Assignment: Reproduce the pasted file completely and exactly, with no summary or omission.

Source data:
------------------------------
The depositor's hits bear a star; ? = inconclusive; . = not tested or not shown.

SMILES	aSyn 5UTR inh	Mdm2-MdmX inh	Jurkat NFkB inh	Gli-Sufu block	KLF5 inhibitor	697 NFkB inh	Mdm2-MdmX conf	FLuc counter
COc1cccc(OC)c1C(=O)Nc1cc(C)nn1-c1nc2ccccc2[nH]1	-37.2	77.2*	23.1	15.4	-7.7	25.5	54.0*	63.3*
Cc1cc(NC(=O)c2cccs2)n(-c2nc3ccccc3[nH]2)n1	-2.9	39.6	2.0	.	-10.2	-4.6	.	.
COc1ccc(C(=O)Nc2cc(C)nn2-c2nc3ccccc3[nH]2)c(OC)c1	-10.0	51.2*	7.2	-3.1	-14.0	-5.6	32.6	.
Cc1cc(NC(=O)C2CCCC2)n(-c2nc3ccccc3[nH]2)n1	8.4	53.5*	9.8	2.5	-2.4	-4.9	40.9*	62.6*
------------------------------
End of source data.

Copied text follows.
The depositor's hits bear a star; ? = inconclusive; . = not tested or not shown.

SMILES	aSyn 5UTR inh	Mdm2-MdmX inh	Jurkat NFkB inh	Gli-Sufu block	KLF5 inhibitor	697 NFkB inh	Mdm2-MdmX conf	FLuc counter
COc1cccc(OC)c1C(=O)Nc1cc(C)nn1-c1nc2ccccc2[nH]1	-37.2	77.2*	23.1	15.4	-7.7	25.5	54.0*	63.3*
Cc1cc(NC(=O)c2cccs2)n(-c2nc3ccccc3[nH]2)n1	-2.9	39.6	2.0	.	-10.2	-4.6	.	.
COc1ccc(C(=O)Nc2cc(C)nn2-c2nc3ccccc3[nH]2)c(OC)c1	-10.0	51.2*	7.2	-3.1	-14.0	-5.6	32.6	.
Cc1cc(NC(=O)C2CCCC2)n(-c2nc3ccccc3[nH]2)n1	8.4	53.5*	9.8	2.5	-2.4	-4.9	40.9*	62.6*